“Having thus given an account of his exterior, it to communicate the manuscripts of his additional is but fair that I should state my good opinion of his Essays, before their publication, I have sometimes, character. Of all the philosophers of his sect, none, in the course of our intimacy, asked him, whether I believe, ever joined more real benevolence to its he thoughi that, if his opinions were universally to mischievous principles than my friend Hume. His take place, mankind would not be rendered more love to mankind was universal, and vehement; and unhappy than they now were; and whether he did there was no service he would not cheerfully have not suppose, that ihe curb of religion was necessary done to his fellow-creatures, excepting only ihat of to human nature? The objections,' answered he, suffering them to save their own souls in their own ' are not without weight; but error never can pro. way. He was lender-hearted, friendly, and char. duce good; and truth ought to take place of all con. itable in the extreme."--pp. 8, 9.

siderations. He never failed, indeed, in the midst

of His Lordship then tells a story in illustration thing tolerable that was either said or written

any controversy, lo give its due praise 10 every of the philosopher's benevolence, which we against him. His sceptical turn made him doubi, have no other reason for leaving out-but that and consequently dispute, every thing; yet was he we know it not to be true; and concludes a lit- a fair and pleasant disputant. He heard with patle dissertation on the pernicious effects of his tience, and answered without acrimony. Neither doctrines, with the following little anecdote; his more scrupulous companions. His good sense, of the authenticity of which also, we should and good nature, prevented his saying any thing entertain some doubts, did it not seem to have that was likely to shock ; and it was not till he was fallen within his own personal knowledge. provoked to argument, ihat, in mixed companies,

he entered into his favourite topics."-p. 123. professed himself the admirer a Turin, who only laughed at his passion. One day Lord Charlemont has recorded his impressions he addressed her in the usual common-place strain, in his own hand, was the celebrated Montesthat he was abimé, anéanti.- Oh! pour anéanti,' quieu; of whose acquaintance he says, and replied the lady, 'ce n'est en effet qu'une opération with some reason, he was more vain, than of très-naturelle de votre système.'-p. 10.

having seen the pyramids of Egypt. He and The following passages are from a later part another English gentleman paid their first of the journal: but indicate the same turn of visit to him at his seat near Bourdeaux; and mind in the observer:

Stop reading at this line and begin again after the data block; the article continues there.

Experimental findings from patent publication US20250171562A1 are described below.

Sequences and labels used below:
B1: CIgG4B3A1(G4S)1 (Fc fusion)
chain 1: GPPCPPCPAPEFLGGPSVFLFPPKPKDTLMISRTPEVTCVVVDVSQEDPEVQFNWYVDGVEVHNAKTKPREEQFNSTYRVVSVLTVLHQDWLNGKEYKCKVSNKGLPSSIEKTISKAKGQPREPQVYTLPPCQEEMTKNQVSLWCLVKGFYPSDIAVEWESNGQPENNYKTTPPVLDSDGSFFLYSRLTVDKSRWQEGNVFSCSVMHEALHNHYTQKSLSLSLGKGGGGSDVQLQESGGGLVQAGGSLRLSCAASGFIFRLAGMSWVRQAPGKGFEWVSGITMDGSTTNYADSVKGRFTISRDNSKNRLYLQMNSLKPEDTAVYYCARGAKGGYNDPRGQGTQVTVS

the following is the account of their introduc

tion:“Hume's fashion at Paris, when he was there as Secretary to Lord Heriford, was truly ridiculous; " The first appointment with a favourite mistress and nothing ever marked in a more striking man. I could not have rendered our night more restless ner, the whimsical genius of the French. No man, than this flattering invitation; and the next morning from his manners, was surely less formed for their we set out so early, that we arrived at his villa be. society, or less likely to meet with their approba. fore he was risen. The servant showed us into his rion ; but that flimsy, philosophy which pervades library; where the first object of curiosity that preand deadens even their most licentious novels, was sented itself was a table, at which he had apparently then the folly of the day. Freethinking and Eng. been reading the night before, a book lying upon lish frocks were the fashion, and the Anglomanie it open, turned down, and a lamp extinguished. was the ton du pais. From what has been already Eager to know the nocturnal studies of this great said of him, it is apparent that his conversation to philosopher, we immediately flew to the book. It strangers, and particularly to Frenchmen, could be was a volume of Ovid's Works, containing his little delightful; and still more particularly, one Elegies; and open at one of the most gallant poems would suppose to Frenchwomen. And yet, no of that master of love! Before we could overcome lady's toileite was complete without Hume's at. our surprise, it was greatly increased by the en. tendance! At the opera, his broad, unmeaning trance of the president, whose appearance and man: face was usually seen entre deux jolis minois. The ner was totally opposite to the idea which we had ladies in France give the ton, and the ton, at this formed to ourselves of him. Instead of a grave, time, was deism; a species of philosophy ill suited austere philosopher, whose presence might strike 10 the softer sex, in whose delicate frame weakness with awe such boys as we were, the person who is interesting, and timidity a charm. But the women now addressed us, was a gay, poliie, sprightly in France were deists, as with us they were char- Frenchman; who, after a thousand genteel compliioteers. How my friend Hume was able to endurements, and a thousand thanks for the honour we the encounter of those French female Titans, I had done him, desired to know whether we would know not. In England, either his philosophiç pride, not breakfast; and, upon our declining the offer, or his conviction that infidelity was ill suited to having already eaten at an inn not far from the women, made him always averse from the initia- house, Come, then,' says he, 'let us walk; the tion of ladies into the mysteries of his doctrine." day is fine, and I long to show you my villa, as I -pp. 121, 122.

have endeavoured to form it according to the Eng. Nothing,"

," adds his Lordship, in another place, I lish taste, and to cultivate and dress it in the English